HHS tool reveals three more breaches

Today’s update of HHS’s breach tool reveals three more breaches not previously reported on this blog:

Sierra Plastic Surgery in Nevada was hacked or had a network compromise between August 19, 2011 and September 20, 2011, but are apparently just reporting it to HHS now – unless HHS mistyped the year of the incident twice. The incident affected 800, and I can’t find any notice on Sierra’s web site or anywhere on the web or in news sources. Nor is it clear whether the web site was hacked, where potential patients enter some personal information, or if their office server was hacked. [Update: See blog entry of Nov. 27 with details on the above breach.]

Valley Plastic Surgery, P.C. in Virginia reported 4,873 patients were affected by an electronic device stolen on July 15. Again, I can find no web site or notification describing this incident.

Colon & Digestive Health Specialists in Arizona reported a breach involving a vendor, Ecco Health, LLC that affected 5,713 patients. The breach involved a lost flash drive and occurred on July 16. I was able to locate a notice that had been linked from their home page. The letter, dated August 30, explains:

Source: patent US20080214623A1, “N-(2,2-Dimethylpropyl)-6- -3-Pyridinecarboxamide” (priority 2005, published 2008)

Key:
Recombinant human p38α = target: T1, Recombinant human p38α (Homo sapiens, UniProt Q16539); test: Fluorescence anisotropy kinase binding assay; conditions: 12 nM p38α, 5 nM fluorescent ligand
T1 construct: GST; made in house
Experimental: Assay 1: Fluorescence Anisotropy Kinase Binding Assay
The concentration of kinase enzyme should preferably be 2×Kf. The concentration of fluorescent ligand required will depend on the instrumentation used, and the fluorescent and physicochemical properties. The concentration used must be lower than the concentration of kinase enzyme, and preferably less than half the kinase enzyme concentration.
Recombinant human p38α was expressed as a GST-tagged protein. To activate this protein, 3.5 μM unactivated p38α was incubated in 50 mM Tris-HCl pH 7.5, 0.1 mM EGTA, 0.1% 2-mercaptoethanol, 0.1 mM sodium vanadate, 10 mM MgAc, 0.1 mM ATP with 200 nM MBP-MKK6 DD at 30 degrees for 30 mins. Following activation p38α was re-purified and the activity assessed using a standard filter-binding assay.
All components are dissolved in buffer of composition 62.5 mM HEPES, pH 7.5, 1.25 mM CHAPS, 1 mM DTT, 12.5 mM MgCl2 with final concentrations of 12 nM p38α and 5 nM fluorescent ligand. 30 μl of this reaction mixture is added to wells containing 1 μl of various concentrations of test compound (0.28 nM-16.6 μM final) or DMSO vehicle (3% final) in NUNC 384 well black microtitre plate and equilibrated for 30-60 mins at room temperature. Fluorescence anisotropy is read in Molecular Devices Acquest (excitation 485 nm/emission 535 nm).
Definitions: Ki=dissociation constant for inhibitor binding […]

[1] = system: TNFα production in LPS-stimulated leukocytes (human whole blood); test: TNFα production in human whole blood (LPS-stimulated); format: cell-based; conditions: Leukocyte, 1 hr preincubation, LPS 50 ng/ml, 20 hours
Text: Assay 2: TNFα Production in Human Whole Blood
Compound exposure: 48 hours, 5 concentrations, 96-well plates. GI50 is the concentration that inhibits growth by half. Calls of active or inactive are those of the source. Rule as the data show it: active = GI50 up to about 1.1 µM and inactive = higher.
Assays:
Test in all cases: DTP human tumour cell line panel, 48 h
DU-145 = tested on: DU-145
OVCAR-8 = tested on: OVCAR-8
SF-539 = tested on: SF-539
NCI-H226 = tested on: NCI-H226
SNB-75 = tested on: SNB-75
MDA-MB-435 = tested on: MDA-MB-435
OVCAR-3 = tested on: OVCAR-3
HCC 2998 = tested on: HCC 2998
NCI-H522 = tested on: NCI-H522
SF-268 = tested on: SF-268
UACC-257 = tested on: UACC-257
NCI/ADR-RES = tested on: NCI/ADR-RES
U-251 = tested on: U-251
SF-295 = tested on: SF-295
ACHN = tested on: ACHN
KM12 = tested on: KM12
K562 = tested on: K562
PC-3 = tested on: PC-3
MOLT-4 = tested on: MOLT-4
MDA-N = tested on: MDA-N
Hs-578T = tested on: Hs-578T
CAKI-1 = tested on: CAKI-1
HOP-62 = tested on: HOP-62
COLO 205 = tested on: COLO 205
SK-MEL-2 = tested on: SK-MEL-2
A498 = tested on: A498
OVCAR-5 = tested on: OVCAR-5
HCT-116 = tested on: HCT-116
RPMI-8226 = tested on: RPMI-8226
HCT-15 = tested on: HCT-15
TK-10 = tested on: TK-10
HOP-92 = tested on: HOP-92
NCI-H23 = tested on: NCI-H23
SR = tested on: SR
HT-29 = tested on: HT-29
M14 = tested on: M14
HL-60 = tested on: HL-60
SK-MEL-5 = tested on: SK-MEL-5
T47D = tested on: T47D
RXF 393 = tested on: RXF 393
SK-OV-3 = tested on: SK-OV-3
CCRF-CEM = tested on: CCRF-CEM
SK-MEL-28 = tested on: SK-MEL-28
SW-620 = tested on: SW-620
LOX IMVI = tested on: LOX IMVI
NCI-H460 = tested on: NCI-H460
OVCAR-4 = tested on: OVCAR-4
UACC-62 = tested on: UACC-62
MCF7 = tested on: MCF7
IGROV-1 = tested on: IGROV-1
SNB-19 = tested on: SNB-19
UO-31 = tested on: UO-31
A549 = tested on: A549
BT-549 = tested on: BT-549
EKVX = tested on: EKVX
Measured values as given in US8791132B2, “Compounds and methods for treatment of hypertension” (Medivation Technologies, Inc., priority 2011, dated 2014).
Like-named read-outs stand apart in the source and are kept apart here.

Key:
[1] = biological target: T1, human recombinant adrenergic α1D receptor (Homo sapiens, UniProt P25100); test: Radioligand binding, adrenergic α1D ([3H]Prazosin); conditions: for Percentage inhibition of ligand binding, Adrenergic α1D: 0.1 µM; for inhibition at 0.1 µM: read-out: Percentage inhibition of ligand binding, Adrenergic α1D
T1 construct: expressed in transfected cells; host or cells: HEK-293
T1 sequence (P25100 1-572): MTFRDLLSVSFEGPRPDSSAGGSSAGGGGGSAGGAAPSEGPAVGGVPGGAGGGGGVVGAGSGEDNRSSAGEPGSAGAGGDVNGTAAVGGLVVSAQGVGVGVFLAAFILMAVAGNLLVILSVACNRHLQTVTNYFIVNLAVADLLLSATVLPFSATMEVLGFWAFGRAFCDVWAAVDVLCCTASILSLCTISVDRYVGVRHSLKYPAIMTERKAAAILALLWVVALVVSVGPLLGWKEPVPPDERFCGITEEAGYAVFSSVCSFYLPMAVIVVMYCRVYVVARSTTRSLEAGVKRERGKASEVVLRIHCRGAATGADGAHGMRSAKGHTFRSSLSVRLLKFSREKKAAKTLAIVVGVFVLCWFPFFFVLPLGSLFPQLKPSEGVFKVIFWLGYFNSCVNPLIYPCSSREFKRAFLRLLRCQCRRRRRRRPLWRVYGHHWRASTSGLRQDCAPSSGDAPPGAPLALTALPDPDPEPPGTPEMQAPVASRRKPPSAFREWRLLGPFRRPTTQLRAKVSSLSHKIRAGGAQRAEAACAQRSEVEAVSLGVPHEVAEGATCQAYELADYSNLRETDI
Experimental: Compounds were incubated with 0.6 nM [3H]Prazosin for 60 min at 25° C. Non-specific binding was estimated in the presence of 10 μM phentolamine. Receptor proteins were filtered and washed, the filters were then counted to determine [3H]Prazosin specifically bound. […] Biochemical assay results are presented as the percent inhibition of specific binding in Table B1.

In order to better serve our patients and to meet new federal electronic health record regulations, we are in the process of converting prior patient records into a computerized database. We contracted with a well-known electronic medical record consulting firm to assist us in that large and labor-intensive endeavor. As part of that process, the consulting firm mailed a flash drive containing these computerized records to our office. Unfortunately, when the envelope was received by Colon & Digestive Health Specialists, it was empty.
Please note that we have no indication that the flash drive was stolen or intentionally removed from its envelope. Rather, it is believed that the envelope was torn when it was sent through the United States’ Postal Service sorting machine, causing the envelope’s contents to fall out while the envelope was en route to our office.


The flash drive contained both patient electronic medical and billing records, including protected health information, names, social security numbers, dates of birth, addresses, telephone numbers, account numbers, and diagnoses. The consulting firm has informed us that this information was likely password-protected such that it would be difficult to access the data without significant computer expertise.

“Likely password-protected?” They don’t know for sure? That’s not good.

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